With arms outstretched and a smile on his face, University President Rev. John I. Jenkins, CSC, accepted the ALS Ice Bucket Challenge on the Main Building steps from leaders of O’Neill and Farley Halls when students returned for orientation. The challenge rippled across campus in late August, soaking numerous University officers and student leaders, who, in the spirit of the ALS Association’s wildly successful effort to raise money for the fight against amyotrophic lateral sclerosis, or Lou Gehrig’s disease, made their donations to ALS research in the College of Science. . . .
Catholics eat right, according to an analysis of takeout order data published by online food service GrubHub and the national student magazine Spoon University. Georgetown and Notre Dame ranked No. 1 and No. 2 on the study’s short list of the most “health-conscious” campuses. . . .
The Notre Dame Shakespeare Festival celebrated its 15th year as well as the Bard’s 450th birthday with a production of Henry IV. According to Film, Television and Theatre Professor Mark C. Pilkinton, the popular history play was staged in whole or in part 11 times — more than any other Shakespeare drama — in the University’s first 100 years, including the first full performance of any of Shakespeare’s works on a Notre Dame stage in 1864. . . .
Halberds and helmets aren’t part of the Pontifical Swiss Guard’s defensive strategy, at least where basketball is concerned. On Day 2 of its 10-day goodwill trip to Italy in August, the Notre Dame men’s team received a rare tour of the 508-year-old Vatican military company’s barracks, then traveled 20 minutes across town for a practice at Rome’s Stella Azzurra Basketball Academy, where they presented their hosts with bright red uniforms provided by UnderArmour. The Irish went 4-0 during their Italian bonding experience. Their toughest competition came from the professional Adriatic Sea Tritons, whom they defeated 90-59. . . .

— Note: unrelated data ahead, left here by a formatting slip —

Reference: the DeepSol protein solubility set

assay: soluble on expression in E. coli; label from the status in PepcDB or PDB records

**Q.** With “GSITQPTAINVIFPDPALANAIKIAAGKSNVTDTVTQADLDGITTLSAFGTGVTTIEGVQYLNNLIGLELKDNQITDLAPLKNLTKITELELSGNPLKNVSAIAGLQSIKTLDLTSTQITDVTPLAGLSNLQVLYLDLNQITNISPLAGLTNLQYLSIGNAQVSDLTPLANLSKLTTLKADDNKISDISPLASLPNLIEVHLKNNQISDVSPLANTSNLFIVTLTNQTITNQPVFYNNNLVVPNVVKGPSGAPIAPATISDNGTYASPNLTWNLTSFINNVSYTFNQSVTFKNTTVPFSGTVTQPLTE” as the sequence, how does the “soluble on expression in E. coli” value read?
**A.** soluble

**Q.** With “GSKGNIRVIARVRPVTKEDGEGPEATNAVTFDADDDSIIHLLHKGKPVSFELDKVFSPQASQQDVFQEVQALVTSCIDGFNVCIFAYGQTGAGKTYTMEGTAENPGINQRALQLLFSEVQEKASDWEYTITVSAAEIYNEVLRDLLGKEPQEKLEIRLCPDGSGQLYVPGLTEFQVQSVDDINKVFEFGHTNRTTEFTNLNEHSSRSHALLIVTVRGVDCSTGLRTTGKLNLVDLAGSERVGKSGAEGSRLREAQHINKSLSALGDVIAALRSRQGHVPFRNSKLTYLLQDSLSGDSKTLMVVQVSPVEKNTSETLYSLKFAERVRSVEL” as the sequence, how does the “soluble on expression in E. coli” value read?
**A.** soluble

How much are low-income families really paying to send their children to elite colleges? Journalists Beckie Supiano and Soo Oh of The Chronicle of Higher Education used Notre Dame to answer that question through a web infographic illustrating what they call “the problem with government affordability data.” Check it out at chronicle.com/article/Are-Poor-Families-Really/148001/. . . .
Trekking to Chhoser, a remote Himalayan village in the Mustang District of Nepal, to restore frescoes and paintings in its old Buddhist monastery is what architecture Professor Krupali Krusche did this summer. Just getting to the village, where money rarely changes hands, took four days, mostly on foot. Krusche, a preservation expert whose work on the Roman Forum and Taj Mahal has earned international renown, led a team of monks and American health professionals who were working alongside villagers on a sustainability plan to address their water, electricity, sanitation and economic needs as well as the restoration of the cloister retreat. They will return next summer to implement it. . . .
The lone horseman of the Apocalypse who trotted into the football team’s practice at Indiana’s Culver Military Academy on August 8 was coach Brian Kelly. Whether Kelly meant to evoke Rockne, or Lou Holtz, whose teams also practiced at Culver, or the peppery inspirational style of General George S. Patton, for whom his horse was named, wasn’t clear, but he pointed out that his team faces two prominent opponents with mascots on horseback — Florida State and USC. Sportswriters took turns at wisecracks. One had hoped Kelly would quote the film Gladiator: “At my signal, unleash hell!” But players say both rider and mount, representing Culver’s Black Horse Troop that has marched in 16 presidential inaugural parades, maintained a dignified air.